There can be no legitimate dispute that plaintiff is an abusive litigant. The record in the various federal and state civil actions involving plaintiff is littered with his repeated and prolific motions and other requests in which he accuses a variety of defendants of committing wrongs against him, and conspiring to do so. Nonetheless, it appears that out of the eleven cases cited by defendants in support of their motion, defendants were not parties to at least seven of the actions in which plaintiff submitted the offending filings. Defendants have cited no legal authority to support the conclusion that the court may, or that it is appropriate to, impose a pre-filing order preventing plaintiff from submitting further filings against them, based on complaints and filings in other actions in which these defendants were not parties. C.f. Stone v. Maricopa County , 2008 WL 4446697, *7 (D. Ariz. Sept.8, 2008) (imposing vexatious litigant ordered based on plaintiff’s “history of filing and re-filing the same claims against the same defendants involving the same two fact patterns”). In addition, defendants’ request that the vexatious litigant order apply to “any” new litigation is not narrowly-tailored to prevent his abusive behavior. See De Long , 912 F.2d 1144" date_filed="1990-08-30" court="9th Cir." case_name="Steven De Long v. Michael Hennessey">912 F.2d at 1147. In light of the concerns expressed above, Case 1:08-cv-00621-WHA Document 177 Filed 05/20/11 Page 21 of 27 defendants’ motion for an order declaring plaintiff a vexatious litigant is DENIED. Plaintiff is warned, however, that he has no right to file frivolous and harassing lawsuits or motions, and that doing so violates Rule 11 of the Federal Rule of Civil Procedure. Rule 11 applies equally to attorneys and pro se litigants alike. Warren v. Guelker , 29 F.3d 1386" date_filed="1994-07-14" court="9th Cir." case_name="Lee Edward Warren v. Douglas Guelker">29 F.3d 1386, 1390 (9th Cir. 1994). D. Motion to reconsider
Plaintiff moves the court to reconsider its dismissal of his RICO claim and defendants Kern Valley State Prison, Deputy Attorney General Scott Feudale, and D. Tarnoff. The court is persuaded that the RICO claim should survive, and grants plaintiff’s motion to reconsider the dismissal of that claim.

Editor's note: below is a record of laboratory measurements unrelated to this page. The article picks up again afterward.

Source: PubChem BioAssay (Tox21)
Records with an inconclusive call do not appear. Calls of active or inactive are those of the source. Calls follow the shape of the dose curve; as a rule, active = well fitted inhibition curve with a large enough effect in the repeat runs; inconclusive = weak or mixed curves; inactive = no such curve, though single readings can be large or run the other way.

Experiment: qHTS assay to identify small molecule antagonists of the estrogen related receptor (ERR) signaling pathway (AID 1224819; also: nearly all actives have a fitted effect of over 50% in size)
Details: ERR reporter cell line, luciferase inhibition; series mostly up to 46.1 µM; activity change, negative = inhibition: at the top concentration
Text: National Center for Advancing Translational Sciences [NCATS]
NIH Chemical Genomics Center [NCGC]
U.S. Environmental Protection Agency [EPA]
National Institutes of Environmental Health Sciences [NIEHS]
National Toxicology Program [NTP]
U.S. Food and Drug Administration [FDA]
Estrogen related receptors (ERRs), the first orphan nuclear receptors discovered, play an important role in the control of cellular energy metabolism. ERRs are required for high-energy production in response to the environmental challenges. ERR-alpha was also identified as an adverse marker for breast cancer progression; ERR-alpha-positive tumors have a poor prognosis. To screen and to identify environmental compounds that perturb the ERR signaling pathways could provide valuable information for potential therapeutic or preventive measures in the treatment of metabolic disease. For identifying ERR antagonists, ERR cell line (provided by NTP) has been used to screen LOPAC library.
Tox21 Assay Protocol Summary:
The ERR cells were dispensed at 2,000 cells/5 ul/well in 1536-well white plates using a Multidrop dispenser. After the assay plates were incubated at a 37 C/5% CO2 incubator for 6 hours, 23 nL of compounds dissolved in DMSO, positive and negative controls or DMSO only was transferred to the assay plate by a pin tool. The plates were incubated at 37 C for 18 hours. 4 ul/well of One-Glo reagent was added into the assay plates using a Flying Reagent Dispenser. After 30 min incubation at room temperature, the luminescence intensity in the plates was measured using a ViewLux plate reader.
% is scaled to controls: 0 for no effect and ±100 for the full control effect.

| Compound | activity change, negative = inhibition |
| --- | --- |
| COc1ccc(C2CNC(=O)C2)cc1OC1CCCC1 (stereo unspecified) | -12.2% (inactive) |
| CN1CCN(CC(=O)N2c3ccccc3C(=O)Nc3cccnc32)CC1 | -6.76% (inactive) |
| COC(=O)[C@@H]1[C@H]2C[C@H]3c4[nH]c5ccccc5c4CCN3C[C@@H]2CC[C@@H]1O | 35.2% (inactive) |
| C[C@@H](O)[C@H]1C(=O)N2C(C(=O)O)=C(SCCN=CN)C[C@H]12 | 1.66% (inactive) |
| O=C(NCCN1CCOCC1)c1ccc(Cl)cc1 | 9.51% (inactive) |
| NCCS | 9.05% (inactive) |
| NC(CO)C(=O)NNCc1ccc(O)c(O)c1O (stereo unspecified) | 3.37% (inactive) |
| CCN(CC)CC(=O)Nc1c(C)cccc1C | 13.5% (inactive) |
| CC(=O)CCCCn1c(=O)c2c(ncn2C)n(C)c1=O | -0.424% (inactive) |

1. RICO There is a private right of action for violation of RICO. Canyon County v. Syngenta
Seeds, Inc. , 519 F.3d 969" date_filed="2008-03-21" court="9th Cir." case_name="Canyon County v. Syngenta Seeds, Inc.">519 F.3d 969, 972 (9th Cir. 2008). Plaintiff alleges a violation of Section 1962(c), which “prohibits a person employed by or associated with any enterprise engaged in interstate commerce to conduct or participate in the conduct of the enterprise through a pattern of racketeering activity,” Sybersound Records, Inc. v. UAV Corp. , 517 F.3d 1137" date_filed="2008-02-27" court="9th Cir." case_name="Sybersound Records, Inc. v. UAV Corp.">517 F.3d 1137, 1147 (9th Cir. 2008), and Section 1962(d), which prohibits the conspiracy to do so, Canyon County , 519 F.3d at 972. The elements of a substantive RICO claim are (1) conduct (2) of an enterprise (3) through a pattern (4) of racketeering activity (5) causing injury to business or property, with the conspiracy claim being necessarily dependent upon the existence of the substantive RICO violation. Sanford v. Memberworks, Inc. , 625 F.3d 550" date_filed="2010-10-25" court="9th Cir." case_name="Sanford v. MemberWorks, Inc.">625 F.3d 550, 557, 559 (9th Cir. 2010).
Here, plaintiff alleged predicate acts of tampering, retaliation, and mail fraud. Plaintiff’s claims of tampering and retaliation sufficiently allege predicate acts. However, mail fraud “consists of the following elements: (1) formation of a scheme or artifice to defraud; (2) use of the United States mails, or causing such a use, in furtherance of a scheme; and (3) specific intent to deceive or defraud,” Sanford , 625 F.3d 550" date_filed="2010-10-25" court="9th Cir." case_name="Sanford v. MemberWorks, Inc.">625 F.3d at 557 (citing Schreiber Distrib. Co. v. Serv-Well Furniture Co. , 806 F.2d 1393" date_filed="1986-12-24" court="9th Cir." case_name="Schreiber Distributing Co. v. Serv-Well Furniture Company">806 F.2d 1393, 1400 (9th Cir. 1986)). Plaintiff makes no allegation that Haas “used” the U.S. Mails -- merely that Haas confiscated plaintiff’s incoming mail and Case 1:08-cv-00621-WHA Document 177 Filed 05/20/11 Page 22 of 27 destroyed it. (First Amd. Compl. ¶¶ 315-25). Plaintiff’s claim does not sufficiently support a predicate act for mail fraud.